September 18, 2004
New book trashes humanoid robots

I say optimistic things about robots here from time to time, so here is some criticism of that approach to using computers.

Amazon quotes Publishers Weekly, re this book:

Hawkins designed the technical innovations that make handheld computers like the Palm Pilot ubiquitous. But he also has a lifelong passion for the mysteries of the brain, and he's convinced that artificial intelligence theorists are misguided in focusing on the limits of computational power rather than on the nature of human thought. He "pops the hood" of the neocortex and carefully articulates a theory of consciousness and intelligence that offers radical options for future researchers. "[T]he ability to make predictions about the future ... is the crux of intelligence," he argues. The predictions are based on accumulated memories, and Hawkins suggests that humanoid robotics, the attempt to build robots with humanlike bodies, will create machines that are more expensive and impractical than machines reproducing genuinely human-level processes such as complex-pattern analysis, which can be applied to speech recognition, weather analysis and smart cars. Hawkins presents his ideas, with help from New York Times science writer Blakeslee, in chatty, easy-to-grasp language that still respects the brain's technical complexity. He fully anticipates – even welcomes – the controversy he may provoke within the scientific community and admits that he might be wrong, even as he offers a checklist of potential discoveries that could prove him right. His engaging speculations are sure to win fans of authors like Steven Johnson and Daniel Dennett.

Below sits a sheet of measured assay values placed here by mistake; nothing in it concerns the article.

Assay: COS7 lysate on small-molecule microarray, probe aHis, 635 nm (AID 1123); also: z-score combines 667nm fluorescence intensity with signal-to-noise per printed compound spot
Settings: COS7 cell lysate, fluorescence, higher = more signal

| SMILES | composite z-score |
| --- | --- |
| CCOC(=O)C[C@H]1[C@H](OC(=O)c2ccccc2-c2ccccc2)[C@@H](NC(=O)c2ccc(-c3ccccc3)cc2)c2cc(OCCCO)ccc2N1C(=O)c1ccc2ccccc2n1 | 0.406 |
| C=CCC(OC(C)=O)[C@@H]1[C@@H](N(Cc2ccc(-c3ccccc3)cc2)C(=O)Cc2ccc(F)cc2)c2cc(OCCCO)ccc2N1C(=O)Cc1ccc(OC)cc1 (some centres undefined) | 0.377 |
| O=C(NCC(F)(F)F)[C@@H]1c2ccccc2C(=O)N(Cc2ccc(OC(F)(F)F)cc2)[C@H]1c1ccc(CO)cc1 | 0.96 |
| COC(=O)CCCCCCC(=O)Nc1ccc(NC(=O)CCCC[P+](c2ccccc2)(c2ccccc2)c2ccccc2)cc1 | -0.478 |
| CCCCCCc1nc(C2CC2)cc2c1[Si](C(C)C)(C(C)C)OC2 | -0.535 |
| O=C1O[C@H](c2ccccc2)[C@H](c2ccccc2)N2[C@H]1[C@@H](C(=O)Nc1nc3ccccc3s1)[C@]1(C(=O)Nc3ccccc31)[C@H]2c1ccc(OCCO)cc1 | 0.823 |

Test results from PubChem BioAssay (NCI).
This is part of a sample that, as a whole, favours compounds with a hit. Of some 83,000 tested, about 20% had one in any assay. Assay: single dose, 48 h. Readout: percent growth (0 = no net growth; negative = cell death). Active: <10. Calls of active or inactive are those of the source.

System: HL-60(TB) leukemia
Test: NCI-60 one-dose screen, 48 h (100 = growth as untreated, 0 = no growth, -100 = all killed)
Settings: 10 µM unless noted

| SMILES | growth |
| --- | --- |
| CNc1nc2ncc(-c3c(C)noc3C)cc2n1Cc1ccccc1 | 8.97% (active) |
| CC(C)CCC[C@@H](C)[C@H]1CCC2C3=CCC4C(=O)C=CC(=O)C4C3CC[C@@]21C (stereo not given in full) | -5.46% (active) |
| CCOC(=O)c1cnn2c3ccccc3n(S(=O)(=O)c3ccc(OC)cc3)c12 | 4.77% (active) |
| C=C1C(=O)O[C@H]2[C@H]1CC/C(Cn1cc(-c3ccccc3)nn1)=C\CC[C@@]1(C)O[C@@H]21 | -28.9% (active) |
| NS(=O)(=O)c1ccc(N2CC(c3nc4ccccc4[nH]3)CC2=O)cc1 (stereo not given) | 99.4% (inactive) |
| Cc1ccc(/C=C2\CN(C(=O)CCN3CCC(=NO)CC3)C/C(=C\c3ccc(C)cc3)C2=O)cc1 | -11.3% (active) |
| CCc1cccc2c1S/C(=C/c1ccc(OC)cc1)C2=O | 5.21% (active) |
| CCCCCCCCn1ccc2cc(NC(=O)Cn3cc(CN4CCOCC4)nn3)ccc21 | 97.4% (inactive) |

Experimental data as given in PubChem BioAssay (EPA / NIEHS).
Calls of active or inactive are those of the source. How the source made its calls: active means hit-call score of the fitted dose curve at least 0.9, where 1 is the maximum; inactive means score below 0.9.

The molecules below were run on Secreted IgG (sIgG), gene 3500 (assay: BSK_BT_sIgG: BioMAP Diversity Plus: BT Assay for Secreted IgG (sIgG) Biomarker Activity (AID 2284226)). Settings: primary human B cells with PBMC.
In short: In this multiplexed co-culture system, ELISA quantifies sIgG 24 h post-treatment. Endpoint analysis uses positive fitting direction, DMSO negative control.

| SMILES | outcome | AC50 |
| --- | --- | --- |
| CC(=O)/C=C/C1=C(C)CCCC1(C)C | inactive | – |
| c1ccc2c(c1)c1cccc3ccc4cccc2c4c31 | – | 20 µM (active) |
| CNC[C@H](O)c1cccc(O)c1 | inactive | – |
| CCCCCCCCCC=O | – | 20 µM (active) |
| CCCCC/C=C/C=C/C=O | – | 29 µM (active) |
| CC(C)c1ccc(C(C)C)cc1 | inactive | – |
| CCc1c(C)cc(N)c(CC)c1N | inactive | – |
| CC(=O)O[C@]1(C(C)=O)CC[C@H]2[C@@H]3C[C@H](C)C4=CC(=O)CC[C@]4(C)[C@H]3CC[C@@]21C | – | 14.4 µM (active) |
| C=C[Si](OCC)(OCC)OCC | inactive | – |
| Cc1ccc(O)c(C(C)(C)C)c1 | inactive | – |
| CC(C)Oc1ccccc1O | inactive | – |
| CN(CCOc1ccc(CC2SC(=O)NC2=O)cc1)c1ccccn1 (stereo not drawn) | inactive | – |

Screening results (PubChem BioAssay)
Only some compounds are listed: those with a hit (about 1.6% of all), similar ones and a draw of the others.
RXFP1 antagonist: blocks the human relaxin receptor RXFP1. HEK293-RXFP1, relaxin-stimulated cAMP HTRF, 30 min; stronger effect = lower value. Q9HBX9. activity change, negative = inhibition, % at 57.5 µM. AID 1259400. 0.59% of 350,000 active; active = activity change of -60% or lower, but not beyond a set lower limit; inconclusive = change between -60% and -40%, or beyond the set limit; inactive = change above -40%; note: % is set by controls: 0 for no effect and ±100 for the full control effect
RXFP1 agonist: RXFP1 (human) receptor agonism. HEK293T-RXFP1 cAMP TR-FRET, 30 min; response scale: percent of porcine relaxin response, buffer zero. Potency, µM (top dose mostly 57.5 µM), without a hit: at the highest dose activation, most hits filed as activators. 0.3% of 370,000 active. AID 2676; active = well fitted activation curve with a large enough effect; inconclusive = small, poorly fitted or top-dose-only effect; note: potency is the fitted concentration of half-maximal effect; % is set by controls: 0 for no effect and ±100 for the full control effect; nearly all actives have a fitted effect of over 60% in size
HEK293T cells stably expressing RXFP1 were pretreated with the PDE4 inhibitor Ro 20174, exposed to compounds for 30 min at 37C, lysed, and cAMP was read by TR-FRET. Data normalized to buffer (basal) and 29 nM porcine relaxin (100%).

However, in my defence, I don't get excited about robots to educate because they will be super-intelligent. It's more that I surmise that they will make nice (and very cheap and parent-friendly) pets, and that tots may enjoy conversing with them, even if they are fairly dumb. Maybe even because they are fairly dumb.

I got to this via Instapundit, whom I am consulting a lot just now because I enjoy the Dan Rather thing so much.

Gratuitous picture …

FujitsuRobot.jpg

… of a Fujitsu Robot demonstrating its goal-keeping skills. I found this picture here.

(Actually, a goal-keeping robot sounds like a fantastic soccer training idea. Ideal for the obsessionally aspiring striker to hone his skills on, while also learning some technology management skills. Maybe this boy should be given one. (Idea for Ubersportingpundit posting. (I owe them something.)))

Posted by Brian Micklethwait at 05:03 PM
Category: Technology